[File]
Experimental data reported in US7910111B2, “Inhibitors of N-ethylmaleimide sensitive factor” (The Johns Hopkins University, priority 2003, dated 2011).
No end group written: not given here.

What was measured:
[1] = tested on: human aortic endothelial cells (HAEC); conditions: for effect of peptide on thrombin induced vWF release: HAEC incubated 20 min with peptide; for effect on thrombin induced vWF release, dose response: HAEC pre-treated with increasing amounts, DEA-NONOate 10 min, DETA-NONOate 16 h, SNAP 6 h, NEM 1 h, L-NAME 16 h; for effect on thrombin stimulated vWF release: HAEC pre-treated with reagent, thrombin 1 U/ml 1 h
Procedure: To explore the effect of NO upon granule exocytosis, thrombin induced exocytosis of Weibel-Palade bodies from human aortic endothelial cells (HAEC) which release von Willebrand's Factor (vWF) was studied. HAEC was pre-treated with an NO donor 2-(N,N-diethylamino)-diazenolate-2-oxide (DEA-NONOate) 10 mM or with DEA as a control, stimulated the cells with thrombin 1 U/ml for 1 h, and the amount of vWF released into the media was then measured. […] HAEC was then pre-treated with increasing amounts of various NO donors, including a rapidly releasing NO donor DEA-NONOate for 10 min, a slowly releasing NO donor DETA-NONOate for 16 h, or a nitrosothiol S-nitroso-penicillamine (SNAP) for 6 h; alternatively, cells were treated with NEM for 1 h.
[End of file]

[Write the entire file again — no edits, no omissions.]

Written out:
Experimental data reported in US7910111B2, “Inhibitors of N-ethylmaleimide sensitive factor” (The Johns Hopkins University, priority 2003, dated 2011).
No end group written: not given here.

What was measured:
[1] = tested on: human aortic endothelial cells (HAEC); conditions: for effect of peptide on thrombin induced vWF release: HAEC incubated 20 min with peptide; for effect on thrombin induced vWF release, dose response: HAEC pre-treated with increasing amounts, DEA-NONOate 10 min, DETA-NONOate 16 h, SNAP 6 h, NEM 1 h, L-NAME 16 h; for effect on thrombin stimulated vWF release: HAEC pre-treated with reagent, thrombin 1 U/ml 1 h
Procedure: To explore the effect of NO upon granule exocytosis, thrombin induced exocytosis of Weibel-Palade bodies from human aortic endothelial cells (HAEC) which release von Willebrand's Factor (vWF) was studied. HAEC was pre-treated with an NO donor 2-(N,N-diethylamino)-diazenolate-2-oxide (DEA-NONOate) 10 mM or with DEA as a control, stimulated the cells with thrombin 1 U/ml for 1 h, and the amount of vWF released into the media was then measured. […] HAEC was then pre-treated with increasing amounts of various NO donors, including a rapidly releasing NO donor DEA-NONOate for 10 min, a slowly releasing NO donor DETA-NONOate for 16 h, or a nitrosothiol S-nitroso-penicillamine (SNAP) for 6 h; alternatively, cells were treated with NEM for 1 h.